As a kid I hated using telephones. I don’t really know why and I’m sure there are some social anxiety issues at the root. Even today, I’d much rather email or text than call someone. My ideal phone conversation goes something like “I’ll be there in a few minutes and we can talk then.”
That being said, I’ve been fascinated by mobile phones and mobile computing since I was a teenager. My first exposure to a portable phone was at my first job in the late 80’s as a “roadie” for a local Detroit event musical outfit, The Jerry Fenby Band. I would ride along with the Jerry in his van and help haul the gear into the country club or event center and setup the equipment. Jerry had a phone installed in the van, and he’d use it to call his wife, the band’s singer, on the way to the gig. It seemed like a ridiculous luxury and I’m sure it costs $5 per call.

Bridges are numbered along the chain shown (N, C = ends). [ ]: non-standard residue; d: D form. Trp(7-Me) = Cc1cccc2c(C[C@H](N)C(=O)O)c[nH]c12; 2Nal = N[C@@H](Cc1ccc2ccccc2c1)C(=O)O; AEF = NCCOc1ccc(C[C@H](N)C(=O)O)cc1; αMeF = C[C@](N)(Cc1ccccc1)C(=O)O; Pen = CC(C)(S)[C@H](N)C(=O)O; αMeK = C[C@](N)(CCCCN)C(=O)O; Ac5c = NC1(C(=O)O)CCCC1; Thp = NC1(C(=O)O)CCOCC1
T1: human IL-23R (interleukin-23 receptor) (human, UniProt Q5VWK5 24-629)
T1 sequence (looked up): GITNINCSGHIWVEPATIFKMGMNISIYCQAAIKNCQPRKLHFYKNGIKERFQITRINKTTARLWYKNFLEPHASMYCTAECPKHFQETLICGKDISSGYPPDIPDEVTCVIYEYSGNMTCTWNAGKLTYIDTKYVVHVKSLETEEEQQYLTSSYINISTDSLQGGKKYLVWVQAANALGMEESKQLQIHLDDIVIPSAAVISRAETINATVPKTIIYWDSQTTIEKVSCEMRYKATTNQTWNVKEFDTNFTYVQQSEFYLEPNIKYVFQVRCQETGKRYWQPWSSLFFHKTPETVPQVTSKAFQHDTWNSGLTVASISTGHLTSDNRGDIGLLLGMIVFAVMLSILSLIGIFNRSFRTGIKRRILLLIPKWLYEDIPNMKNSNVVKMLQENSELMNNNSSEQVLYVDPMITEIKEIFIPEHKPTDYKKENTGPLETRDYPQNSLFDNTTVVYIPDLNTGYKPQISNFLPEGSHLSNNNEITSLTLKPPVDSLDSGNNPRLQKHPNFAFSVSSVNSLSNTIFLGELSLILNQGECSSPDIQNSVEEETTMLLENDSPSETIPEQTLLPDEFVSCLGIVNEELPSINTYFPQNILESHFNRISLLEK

In college I worked at Sears in the computer, word processing and phone department. We sold mobile phones and phone contracts on commission. The paperwork was a nightmare, and most people who applied were denied credit. I learned a lot about phones during this period, but I didn’t own one myself. I attended college before mobile phones were common, which is a significant demarcation between the pre and post connected generations.
I started using mobile phones when my work places started buying them for me. I’ve rarely paid a monthly carrier bill that I wasn’t able to expense. That is definitely a luxury and a big reason why I was an early adopter of smartphones.
At the time of this posting, I’m using the HTC One M8. I’m also using an Android Wear Watch, the LG G Watch, which is a useful companion device. And I have an iPad 3, so I’m familiar with iOS.
UPDATE 9/30/16: My daily driver is now the Samsung Galaxy S7 on Verizon.
Here is a partial list of the mobile phones I’ve used, with a focus on smartphones from the last 10 years.
Samsung / Google Nexus Galaxy – 2011 (Android on Verizon)
LG G Watch – 2015
Samsung Galaxy S7 – September 2016